Who knew that this little weed growing in most everybody’s yard has such a palatable flavor and unbelievable nutritional value. Purslane, which also can be known as pursley, pigweed, or verdolaga has very succulent, soft leaves which surprisingly have more omega-3 fatty acids than some fish oils and more than any other leafy green vegetable.
Thought to originated in India, purslane has been long cultivated and used by the
Ancient Egyptians and Chinese for thousands years. Now it is widely distributed across the continents. Different varieties might differ slightly in leave shape or color, but they all have the same taste and nutritional value.
It is hardy and easy to grow. Most of the time it pops up by itself in the sunniest and driest parts of my garden. It can grow up to 5-6in (12-15cm) long, spreading flat across the ground.
In many Asian and European countries purslane is actually grown as a staple leafy vegetable. The leaves, which have a slightly salty and sour taste can be added to your salads or smoothies. I use the stems in my morning green juice. Even beautiful yellow flowers when in bloom, can be enjoyed as a garnish for your salad.
Health Benefits of Purslane:
– This wonderful plant is packed with fiber, vitamins and minerals.
– It can be used as diuretic, cooling herb, to lower fevers, clear toxins and treat bacterial infections.
– Fresh leaves contain surprisingly more omega-3 fatty acids (α-linolenic acid) than any other leafy vegetable plant. 100 grams of fresh purslane leaves provide about 350 mg of α-linolenic acid. Research studies show that consumption of foods rich in ω-3 fatty acids may reduce the risk of coronary heart disease, stroke, and help prevent the development of ADHD, autism, and other developmental differences in children.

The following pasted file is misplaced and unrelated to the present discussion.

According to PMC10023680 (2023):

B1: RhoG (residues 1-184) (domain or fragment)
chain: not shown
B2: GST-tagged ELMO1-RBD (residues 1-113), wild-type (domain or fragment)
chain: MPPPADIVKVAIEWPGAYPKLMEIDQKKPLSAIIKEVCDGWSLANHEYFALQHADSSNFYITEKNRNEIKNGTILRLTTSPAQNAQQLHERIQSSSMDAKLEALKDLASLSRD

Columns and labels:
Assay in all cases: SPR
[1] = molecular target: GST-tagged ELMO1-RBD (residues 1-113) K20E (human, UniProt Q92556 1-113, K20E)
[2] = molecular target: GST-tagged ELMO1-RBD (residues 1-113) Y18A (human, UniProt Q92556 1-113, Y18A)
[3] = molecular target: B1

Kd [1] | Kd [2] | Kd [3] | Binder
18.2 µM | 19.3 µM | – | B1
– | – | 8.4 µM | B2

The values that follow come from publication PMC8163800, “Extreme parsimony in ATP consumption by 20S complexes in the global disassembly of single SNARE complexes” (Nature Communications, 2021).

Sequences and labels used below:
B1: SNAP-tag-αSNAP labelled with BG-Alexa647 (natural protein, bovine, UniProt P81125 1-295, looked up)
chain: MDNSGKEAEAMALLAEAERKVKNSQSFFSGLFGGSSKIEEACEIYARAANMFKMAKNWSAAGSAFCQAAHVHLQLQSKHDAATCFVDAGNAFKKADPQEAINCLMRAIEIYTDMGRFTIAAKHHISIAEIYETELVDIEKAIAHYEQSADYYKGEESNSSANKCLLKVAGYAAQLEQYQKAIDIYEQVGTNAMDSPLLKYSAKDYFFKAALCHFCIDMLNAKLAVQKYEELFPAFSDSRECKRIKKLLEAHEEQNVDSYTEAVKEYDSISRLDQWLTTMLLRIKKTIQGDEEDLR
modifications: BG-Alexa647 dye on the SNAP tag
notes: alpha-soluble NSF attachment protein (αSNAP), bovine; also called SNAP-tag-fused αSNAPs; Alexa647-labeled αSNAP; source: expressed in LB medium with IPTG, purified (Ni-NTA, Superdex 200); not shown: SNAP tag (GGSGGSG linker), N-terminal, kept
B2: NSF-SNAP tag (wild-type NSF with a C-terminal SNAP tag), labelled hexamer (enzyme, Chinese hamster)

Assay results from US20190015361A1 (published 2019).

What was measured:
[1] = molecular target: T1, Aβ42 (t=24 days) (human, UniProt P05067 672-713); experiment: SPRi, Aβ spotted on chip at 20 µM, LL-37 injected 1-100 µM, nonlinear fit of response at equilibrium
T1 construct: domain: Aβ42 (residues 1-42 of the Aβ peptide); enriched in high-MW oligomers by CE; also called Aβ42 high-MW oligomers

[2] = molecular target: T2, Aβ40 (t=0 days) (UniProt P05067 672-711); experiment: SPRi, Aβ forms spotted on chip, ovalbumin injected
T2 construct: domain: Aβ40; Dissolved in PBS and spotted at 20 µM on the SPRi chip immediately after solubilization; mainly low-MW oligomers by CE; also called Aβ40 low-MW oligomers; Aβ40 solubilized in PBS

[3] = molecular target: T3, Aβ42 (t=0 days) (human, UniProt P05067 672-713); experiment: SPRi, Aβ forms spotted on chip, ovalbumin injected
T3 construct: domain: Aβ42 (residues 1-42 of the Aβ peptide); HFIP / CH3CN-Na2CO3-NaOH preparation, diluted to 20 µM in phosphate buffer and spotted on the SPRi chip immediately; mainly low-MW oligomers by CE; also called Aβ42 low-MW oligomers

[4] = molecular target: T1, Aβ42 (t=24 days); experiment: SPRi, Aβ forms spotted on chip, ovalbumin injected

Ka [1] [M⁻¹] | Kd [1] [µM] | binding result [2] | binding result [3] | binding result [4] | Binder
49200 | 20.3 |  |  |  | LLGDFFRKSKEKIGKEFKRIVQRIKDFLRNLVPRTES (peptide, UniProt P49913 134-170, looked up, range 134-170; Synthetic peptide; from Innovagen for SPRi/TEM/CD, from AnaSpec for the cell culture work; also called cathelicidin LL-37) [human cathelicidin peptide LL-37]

– It is an excellent source of Vitamin A, (1320 IU/100 g, provides 44% of RDA) one of the highest among green leafy vegetables. Vitamin A is a known powerful natural antioxidant and is essential for vision. This vitamin is also required to maintain healthy mucus membranes and skin. Consumption of natural vegetables and fruits rich in vitamin A is known to help to protect from lung and oral cavity cancers.
– Purslane is also a rich source of vitamin C, and some B-complex vitamins like riboflavin, niacin, pyridoxine and carotenoids, as well as dietary minerals, such as iron, magnesium, calcium, potassium, and manganese.
– Furthermore, present in purslane are two types of betalain alkaloid pigments, the reddish beta-cyaninsand the yellow beta-xanthins. Both pigment types are potent anti-oxidants and have been found to have anti-mutagenic properties in laboratory studies.